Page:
Mike Hesson's left an indelible legacy as the New Zealand cricket coach.
When he finishes on July 31, the 43-year-old will have spent six years in charge of the Black Caps.
Cricket coaching is what he wanted to do when he left school, and he's realised that ambition at the highest level, stepping through the ranks of Argentina, Kenya and Otago on the way.
The country's home-and-away competitiveness and consistency reached a rare altitude during his tenure.
New Zealand's first World Cup final appearance in 2015, alongside an unprecedented seven successive undefeated test series (2013-2015) and a record-equalling 13 undefeated tests at home (2012-2016) occurred under his watch.
It seems no coincidence the country's three longest winning streaks across all formats - including the 13-match sequence which ended during the T20 series against Pakistan - have come within the last three years.
He has overseen his team's success by applying a sabermetrics and humility-driven culture.
Hesson is already New Zealand's longest serving coach extending beyond John Bracewell's five years and two months in charge from 2003 to 2008.
He was contracted until the end of the 2019 World Cup in England, so establishing an organised succession plan leading to that tournament and beyond will be a tricky proposition.
In terms of continuity, Black Caps batting coach Craig McMillan, strength and conditioning coach Chris Donaldson and manager Mike Sandle were signed en bloc in May 2016 through until the World Cup.
Logic suggests that with a young family, Hesson might opt for seasonal work, following the path trodden by the likes of former New Zealand bowling coach Shane Bond.
One year it was estimated he spent more than 300 days away from home. One to two-month postings in the T20 leagues of India, Australia, England or the Caribbean could provide a welcome alternative in the form of significant income streams and less nights in hotel beds.
Hesson also debuted as an analyst on Star Sports during the current Indian Premier League and won plaudits - and viral social media postings - for his studio presentations on how to defend against Kane Williamson and by cracking a whip to deconstruct Indian batsman Robin Uthappa's failure to execute the pull shot. It made a welcome change from television commentary's penchant for in-jokes and one-upmanship.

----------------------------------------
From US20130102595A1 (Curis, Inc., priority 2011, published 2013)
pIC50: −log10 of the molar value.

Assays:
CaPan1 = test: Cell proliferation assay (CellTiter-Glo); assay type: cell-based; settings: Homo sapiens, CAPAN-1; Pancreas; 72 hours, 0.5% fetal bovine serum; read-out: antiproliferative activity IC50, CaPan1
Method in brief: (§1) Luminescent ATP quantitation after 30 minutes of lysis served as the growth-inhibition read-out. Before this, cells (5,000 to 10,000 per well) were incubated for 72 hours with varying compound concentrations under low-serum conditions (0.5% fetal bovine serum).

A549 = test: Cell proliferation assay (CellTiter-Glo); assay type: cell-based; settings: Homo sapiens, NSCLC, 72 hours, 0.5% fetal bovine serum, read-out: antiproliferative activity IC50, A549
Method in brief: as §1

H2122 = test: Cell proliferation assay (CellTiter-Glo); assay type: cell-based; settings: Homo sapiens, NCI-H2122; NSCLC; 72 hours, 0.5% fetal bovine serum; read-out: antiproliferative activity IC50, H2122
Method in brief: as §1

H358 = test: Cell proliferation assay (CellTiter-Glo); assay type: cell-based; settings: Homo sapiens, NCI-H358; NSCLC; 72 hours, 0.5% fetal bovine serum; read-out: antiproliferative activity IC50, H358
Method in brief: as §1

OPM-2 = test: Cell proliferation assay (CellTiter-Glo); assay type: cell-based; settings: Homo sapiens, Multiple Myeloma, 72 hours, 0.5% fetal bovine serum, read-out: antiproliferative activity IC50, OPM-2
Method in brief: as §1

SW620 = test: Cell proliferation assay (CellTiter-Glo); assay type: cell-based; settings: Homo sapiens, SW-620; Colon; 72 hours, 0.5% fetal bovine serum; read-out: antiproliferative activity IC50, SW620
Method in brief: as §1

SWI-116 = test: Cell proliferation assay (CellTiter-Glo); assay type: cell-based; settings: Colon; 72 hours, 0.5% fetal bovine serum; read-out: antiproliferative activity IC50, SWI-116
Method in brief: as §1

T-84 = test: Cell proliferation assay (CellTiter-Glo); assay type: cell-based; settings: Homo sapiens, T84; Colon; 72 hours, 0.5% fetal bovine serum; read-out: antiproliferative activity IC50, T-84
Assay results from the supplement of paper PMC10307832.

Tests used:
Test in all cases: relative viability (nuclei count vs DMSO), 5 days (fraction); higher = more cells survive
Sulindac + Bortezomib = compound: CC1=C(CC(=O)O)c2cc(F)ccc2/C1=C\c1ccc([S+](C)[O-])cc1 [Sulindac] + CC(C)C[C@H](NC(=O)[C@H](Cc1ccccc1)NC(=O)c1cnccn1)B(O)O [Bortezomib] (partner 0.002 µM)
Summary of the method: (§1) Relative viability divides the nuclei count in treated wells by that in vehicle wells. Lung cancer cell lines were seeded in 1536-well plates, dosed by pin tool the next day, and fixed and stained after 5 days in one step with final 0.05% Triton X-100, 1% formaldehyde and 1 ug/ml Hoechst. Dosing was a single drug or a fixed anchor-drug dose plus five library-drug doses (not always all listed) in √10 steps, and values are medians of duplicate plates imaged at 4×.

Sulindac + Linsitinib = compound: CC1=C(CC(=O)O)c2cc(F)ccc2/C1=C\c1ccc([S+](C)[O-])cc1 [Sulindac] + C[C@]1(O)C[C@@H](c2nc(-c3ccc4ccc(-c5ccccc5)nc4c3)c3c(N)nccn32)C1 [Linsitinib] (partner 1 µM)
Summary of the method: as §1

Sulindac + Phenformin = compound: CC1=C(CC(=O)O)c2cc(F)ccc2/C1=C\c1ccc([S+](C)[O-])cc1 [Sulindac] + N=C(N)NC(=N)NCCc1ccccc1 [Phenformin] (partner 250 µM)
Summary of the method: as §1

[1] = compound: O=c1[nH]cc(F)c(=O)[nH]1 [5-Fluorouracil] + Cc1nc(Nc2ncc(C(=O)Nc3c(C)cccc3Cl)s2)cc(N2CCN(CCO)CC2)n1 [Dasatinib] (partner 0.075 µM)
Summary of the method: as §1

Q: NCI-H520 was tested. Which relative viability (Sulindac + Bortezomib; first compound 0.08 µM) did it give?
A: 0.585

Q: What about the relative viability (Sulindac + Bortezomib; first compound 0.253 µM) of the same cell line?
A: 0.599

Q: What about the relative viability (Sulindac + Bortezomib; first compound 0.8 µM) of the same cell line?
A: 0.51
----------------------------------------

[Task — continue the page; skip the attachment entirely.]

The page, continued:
Hesson also replaced Darren Lehmann as the coaching representative on the International Cricket Council's Cricket Committee. His appointment suggested he was held in the utmost regard by the sport's governing body.
The committee is charged with advising the ICC's chief executives on issues such as the laws of the game, playing conditions, the use of decision-making technology and regulations surrounding illegal bowling actions.
However, he has resigned immediately from that role because an active international coach is required.
Hesson's era in charge – supported by a core of outstanding players - has drawn comparisons with the Richard Hadlee-inspired 1980s.
His teams played 53 tests, won 21, lost 19 and drawn 13. By generic comparison, the 1980s had 59 tests, of which 17 were won, 15 lost and 27 drawn.
In completed ODIs, Hesson has overseen 112 for 65 wins, 46 losses and a tie; the 1980s results were 122 played, 56 won and 66 lost.
His wife Kate and daughters Holly and Charlie will be hoping dad spends more time at home in Dunedin.
A debate will ensue over the next appointment.
Should NZC look overseas for the best candidate, or does a home-grown coach deserve an opportunity?
The Hesson tenure provided the stability to groom coaches on the domestic scene, plus a number have spent time in the national set-up to witness the job demands first-hand.
McMillan looms as an obvious contender, having been in an assistant role since the West Indies tour in 2014.
A host of major association mentors could also make a case. Of the incumbents, Gary Stead (Canterbury), Mark O'Donnell (Auckland), Heinrich Malan (Central Districts), former national selector Bruce Edgar (Wellington) and Gareth Hopkins (in his first T20 attempt with Northern Districts) have each won domestic titles.